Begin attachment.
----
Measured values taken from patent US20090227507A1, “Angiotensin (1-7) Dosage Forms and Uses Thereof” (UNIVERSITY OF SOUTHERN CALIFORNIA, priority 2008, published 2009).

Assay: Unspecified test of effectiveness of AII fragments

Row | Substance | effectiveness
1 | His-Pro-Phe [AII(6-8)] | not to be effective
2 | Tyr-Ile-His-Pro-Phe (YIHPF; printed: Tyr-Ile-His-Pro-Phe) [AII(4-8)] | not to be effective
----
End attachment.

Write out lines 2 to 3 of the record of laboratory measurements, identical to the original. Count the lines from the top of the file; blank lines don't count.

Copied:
Assay: Unspecified test of effectiveness of AII fragments

Row | Substance | effectiveness